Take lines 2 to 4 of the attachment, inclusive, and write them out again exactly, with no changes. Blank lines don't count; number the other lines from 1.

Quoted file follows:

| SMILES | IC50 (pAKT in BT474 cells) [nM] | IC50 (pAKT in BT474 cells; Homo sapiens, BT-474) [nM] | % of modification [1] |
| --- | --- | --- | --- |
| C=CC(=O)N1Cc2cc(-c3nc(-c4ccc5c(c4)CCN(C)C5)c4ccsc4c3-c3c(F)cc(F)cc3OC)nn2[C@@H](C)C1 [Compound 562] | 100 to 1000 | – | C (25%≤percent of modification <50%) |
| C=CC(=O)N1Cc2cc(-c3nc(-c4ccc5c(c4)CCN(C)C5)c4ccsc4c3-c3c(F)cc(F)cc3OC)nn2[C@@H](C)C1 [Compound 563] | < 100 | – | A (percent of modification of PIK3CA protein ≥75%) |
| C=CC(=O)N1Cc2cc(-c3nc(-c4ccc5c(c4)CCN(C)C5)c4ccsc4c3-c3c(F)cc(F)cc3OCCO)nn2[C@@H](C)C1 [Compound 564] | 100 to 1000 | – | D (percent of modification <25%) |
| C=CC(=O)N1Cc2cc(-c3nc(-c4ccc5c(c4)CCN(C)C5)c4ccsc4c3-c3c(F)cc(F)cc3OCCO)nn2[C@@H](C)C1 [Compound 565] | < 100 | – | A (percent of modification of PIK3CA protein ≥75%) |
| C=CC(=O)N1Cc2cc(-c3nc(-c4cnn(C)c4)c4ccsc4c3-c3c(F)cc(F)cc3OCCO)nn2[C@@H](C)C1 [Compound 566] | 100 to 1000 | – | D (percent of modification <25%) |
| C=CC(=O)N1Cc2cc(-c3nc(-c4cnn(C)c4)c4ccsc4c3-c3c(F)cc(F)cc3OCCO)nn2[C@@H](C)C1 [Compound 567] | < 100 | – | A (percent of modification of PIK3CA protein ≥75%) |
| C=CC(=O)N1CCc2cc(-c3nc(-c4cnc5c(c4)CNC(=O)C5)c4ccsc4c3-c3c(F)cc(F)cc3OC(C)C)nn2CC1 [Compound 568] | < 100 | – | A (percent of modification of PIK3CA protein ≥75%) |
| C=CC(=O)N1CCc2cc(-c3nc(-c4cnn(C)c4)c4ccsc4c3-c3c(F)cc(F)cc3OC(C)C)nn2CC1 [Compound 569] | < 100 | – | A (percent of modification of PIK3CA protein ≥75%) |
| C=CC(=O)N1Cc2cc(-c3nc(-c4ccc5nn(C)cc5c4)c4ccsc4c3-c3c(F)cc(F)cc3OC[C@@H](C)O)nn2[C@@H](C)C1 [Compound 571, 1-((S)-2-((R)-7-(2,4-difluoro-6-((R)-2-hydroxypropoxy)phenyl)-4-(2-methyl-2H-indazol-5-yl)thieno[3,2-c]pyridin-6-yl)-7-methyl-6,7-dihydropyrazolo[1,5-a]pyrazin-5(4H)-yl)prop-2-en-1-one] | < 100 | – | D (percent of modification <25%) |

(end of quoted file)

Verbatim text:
| --- | --- | --- | --- |
| C=CC(=O)N1Cc2cc(-c3nc(-c4ccc5c(c4)CCN(C)C5)c4ccsc4c3-c3c(F)cc(F)cc3OC)nn2[C@@H](C)C1 [Compound 562] | 100 to 1000 | – | C (25%≤percent of modification <50%) |
| C=CC(=O)N1Cc2cc(-c3nc(-c4ccc5c(c4)CCN(C)C5)c4ccsc4c3-c3c(F)cc(F)cc3OC)nn2[C@@H](C)C1 [Compound 563] | < 100 | – | A (percent of modification of PIK3CA protein ≥75%) |